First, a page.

Wetting the bed at night, or nocturnal enuresis occurs in up to 20% of five to six year old. As the name suggests, the bed wetting is only during the night without any daytime accidents. Additionally, there is usually a very strong history of bed wetting in the family. There are two types of bed wetting: primary nocturnal enuresis means that a child has never been dry at night. Secondary nocturnal enuresis is like your situation, when a child has had a period of dry nights lasting at least six months before starting to wet the bed again.
Although the exact cause unknown, we believe that it has to do with child’s inability to control the bladder at night. We do not consider it abnormal for younger to wet the bed because in most cases full night-time bladder control or maturity is achieved by five years of age. There is usually no psychological cause of primary bed wetting, although psychological or emotional stress may be an important factor in secondary nocturnal enuresis.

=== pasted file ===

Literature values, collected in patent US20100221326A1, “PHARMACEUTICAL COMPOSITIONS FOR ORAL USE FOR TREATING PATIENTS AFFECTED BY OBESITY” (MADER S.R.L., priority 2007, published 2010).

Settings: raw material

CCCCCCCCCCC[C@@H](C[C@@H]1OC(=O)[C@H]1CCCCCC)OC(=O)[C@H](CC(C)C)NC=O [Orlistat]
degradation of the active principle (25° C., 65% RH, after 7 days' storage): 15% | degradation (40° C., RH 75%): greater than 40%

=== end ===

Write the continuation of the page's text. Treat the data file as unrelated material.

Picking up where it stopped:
Most children eventually grow out of bed wetting. I would suggest children to drink more fluids during the day, less at night. Soft drinks that contain caffeine aren’t a good idea either. This is because they increase the amount of urine produced, so children need to go to the toilet more often or simply as to remind Jerome to go to the toilet one final time before bedtime.